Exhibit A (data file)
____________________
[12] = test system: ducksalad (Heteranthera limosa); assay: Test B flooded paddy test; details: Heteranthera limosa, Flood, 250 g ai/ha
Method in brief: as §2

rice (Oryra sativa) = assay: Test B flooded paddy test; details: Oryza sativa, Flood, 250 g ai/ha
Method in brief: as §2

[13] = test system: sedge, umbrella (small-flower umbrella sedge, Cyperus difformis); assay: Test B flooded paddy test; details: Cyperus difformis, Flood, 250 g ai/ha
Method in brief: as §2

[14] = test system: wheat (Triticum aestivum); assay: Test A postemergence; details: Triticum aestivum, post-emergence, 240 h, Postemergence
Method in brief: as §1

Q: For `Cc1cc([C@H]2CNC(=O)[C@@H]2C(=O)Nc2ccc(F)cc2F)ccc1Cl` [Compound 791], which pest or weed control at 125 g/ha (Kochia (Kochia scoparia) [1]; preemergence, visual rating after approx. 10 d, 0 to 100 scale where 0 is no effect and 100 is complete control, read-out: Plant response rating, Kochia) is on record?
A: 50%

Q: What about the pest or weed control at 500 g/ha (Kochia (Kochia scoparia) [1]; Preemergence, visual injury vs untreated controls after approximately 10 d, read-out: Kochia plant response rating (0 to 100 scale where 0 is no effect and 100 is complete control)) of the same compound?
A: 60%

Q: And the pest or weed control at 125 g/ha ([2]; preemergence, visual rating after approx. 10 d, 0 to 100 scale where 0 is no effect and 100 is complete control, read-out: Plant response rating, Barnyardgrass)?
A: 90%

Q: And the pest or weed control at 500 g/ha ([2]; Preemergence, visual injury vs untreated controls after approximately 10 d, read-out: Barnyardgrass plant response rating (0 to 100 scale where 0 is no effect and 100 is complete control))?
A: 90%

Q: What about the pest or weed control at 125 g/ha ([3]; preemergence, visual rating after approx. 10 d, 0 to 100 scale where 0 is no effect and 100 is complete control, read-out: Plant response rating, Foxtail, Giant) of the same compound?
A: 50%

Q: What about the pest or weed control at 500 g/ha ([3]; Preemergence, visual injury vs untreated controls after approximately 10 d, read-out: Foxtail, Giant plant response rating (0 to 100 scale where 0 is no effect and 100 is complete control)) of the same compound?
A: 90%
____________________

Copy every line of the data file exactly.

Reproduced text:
[12] = test system: ducksalad (Heteranthera limosa); assay: Test B flooded paddy test; details: Heteranthera limosa, Flood, 250 g ai/ha
Method in brief: as §2

rice (Oryra sativa) = assay: Test B flooded paddy test; details: Oryza sativa, Flood, 250 g ai/ha
Method in brief: as §2

[13] = test system: sedge, umbrella (small-flower umbrella sedge, Cyperus difformis); assay: Test B flooded paddy test; details: Cyperus difformis, Flood, 250 g ai/ha
Method in brief: as §2

[14] = test system: wheat (Triticum aestivum); assay: Test A postemergence; details: Triticum aestivum, post-emergence, 240 h, Postemergence
Method in brief: as §1

Q: For `Cc1cc([C@H]2CNC(=O)[C@@H]2C(=O)Nc2ccc(F)cc2F)ccc1Cl` [Compound 791], which pest or weed control at 125 g/ha (Kochia (Kochia scoparia) [1]; preemergence, visual rating after approx. 10 d, 0 to 100 scale where 0 is no effect and 100 is complete control, read-out: Plant response rating, Kochia) is on record?
A: 50%

Q: What about the pest or weed control at 500 g/ha (Kochia (Kochia scoparia) [1]; Preemergence, visual injury vs untreated controls after approximately 10 d, read-out: Kochia plant response rating (0 to 100 scale where 0 is no effect and 100 is complete control)) of the same compound?
A: 60%

Q: And the pest or weed control at 125 g/ha ([2]; preemergence, visual rating after approx. 10 d, 0 to 100 scale where 0 is no effect and 100 is complete control, read-out: Plant response rating, Barnyardgrass)?
A: 90%

Q: And the pest or weed control at 500 g/ha ([2]; Preemergence, visual injury vs untreated controls after approximately 10 d, read-out: Barnyardgrass plant response rating (0 to 100 scale where 0 is no effect and 100 is complete control))?
A: 90%

Q: What about the pest or weed control at 125 g/ha ([3]; preemergence, visual rating after approx. 10 d, 0 to 100 scale where 0 is no effect and 100 is complete control, read-out: Plant response rating, Foxtail, Giant) of the same compound?
A: 50%

Q: What about the pest or weed control at 500 g/ha ([3]; Preemergence, visual injury vs untreated controls after approximately 10 d, read-out: Foxtail, Giant plant response rating (0 to 100 scale where 0 is no effect and 100 is complete control)) of the same compound?
A: 90%